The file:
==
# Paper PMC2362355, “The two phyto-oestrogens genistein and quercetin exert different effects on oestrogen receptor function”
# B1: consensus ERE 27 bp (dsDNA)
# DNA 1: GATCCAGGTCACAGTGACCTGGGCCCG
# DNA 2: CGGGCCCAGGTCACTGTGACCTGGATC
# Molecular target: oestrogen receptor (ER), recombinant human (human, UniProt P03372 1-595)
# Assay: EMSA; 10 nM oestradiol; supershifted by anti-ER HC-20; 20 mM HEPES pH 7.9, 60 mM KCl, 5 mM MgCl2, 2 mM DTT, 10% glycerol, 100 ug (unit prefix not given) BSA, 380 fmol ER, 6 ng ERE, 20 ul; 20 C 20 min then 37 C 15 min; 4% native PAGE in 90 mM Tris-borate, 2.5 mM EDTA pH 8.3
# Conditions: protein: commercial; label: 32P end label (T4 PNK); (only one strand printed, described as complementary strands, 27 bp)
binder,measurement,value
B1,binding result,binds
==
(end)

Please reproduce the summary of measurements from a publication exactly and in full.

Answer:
# Paper PMC2362355, “The two phyto-oestrogens genistein and quercetin exert different effects on oestrogen receptor function”
# B1: consensus ERE 27 bp (dsDNA)
# DNA 1: GATCCAGGTCACAGTGACCTGGGCCCG
# DNA 2: CGGGCCCAGGTCACTGTGACCTGGATC
# Molecular target: oestrogen receptor (ER), recombinant human (human, UniProt P03372 1-595)
# Assay: EMSA; 10 nM oestradiol; supershifted by anti-ER HC-20; 20 mM HEPES pH 7.9, 60 mM KCl, 5 mM MgCl2, 2 mM DTT, 10% glycerol, 100 ug (unit prefix not given) BSA, 380 fmol ER, 6 ng ERE, 20 ul; 20 C 20 min then 37 C 15 min; 4% native PAGE in 90 mM Tris-borate, 2.5 mM EDTA pH 8.3
# Conditions: protein: commercial; label: 32P end label (T4 PNK); (only one strand printed, described as complementary strands, 27 bp)
binder,measurement,value
B1,binding result,binds